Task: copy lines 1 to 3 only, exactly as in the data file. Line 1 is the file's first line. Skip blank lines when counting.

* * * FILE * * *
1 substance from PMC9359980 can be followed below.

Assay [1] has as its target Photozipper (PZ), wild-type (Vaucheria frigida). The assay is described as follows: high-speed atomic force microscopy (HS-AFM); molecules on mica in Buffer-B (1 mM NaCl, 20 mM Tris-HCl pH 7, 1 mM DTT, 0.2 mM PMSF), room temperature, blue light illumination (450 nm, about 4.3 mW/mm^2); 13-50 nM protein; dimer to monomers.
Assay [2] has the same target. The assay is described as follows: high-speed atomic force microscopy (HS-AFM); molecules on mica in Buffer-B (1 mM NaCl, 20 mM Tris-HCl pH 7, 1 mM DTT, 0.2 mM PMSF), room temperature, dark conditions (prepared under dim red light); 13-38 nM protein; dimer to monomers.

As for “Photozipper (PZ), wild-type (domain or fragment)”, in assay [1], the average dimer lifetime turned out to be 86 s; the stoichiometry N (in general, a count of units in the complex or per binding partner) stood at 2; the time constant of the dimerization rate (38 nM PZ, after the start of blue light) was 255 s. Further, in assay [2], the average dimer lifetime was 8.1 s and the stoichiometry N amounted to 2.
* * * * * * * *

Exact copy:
1 substance from PMC9359980 can be followed below.

Assay [1] has as its target Photozipper (PZ), wild-type (Vaucheria frigida). The assay is described as follows: high-speed atomic force microscopy (HS-AFM); molecules on mica in Buffer-B (1 mM NaCl, 20 mM Tris-HCl pH 7, 1 mM DTT, 0.2 mM PMSF), room temperature, blue light illumination (450 nm, about 4.3 mW/mm^2); 13-50 nM protein; dimer to monomers.
Assay [2] has the same target. The assay is described as follows: high-speed atomic force microscopy (HS-AFM); molecules on mica in Buffer-B (1 mM NaCl, 20 mM Tris-HCl pH 7, 1 mM DTT, 0.2 mM PMSF), room temperature, dark conditions (prepared under dim red light); 13-38 nM protein; dimer to monomers.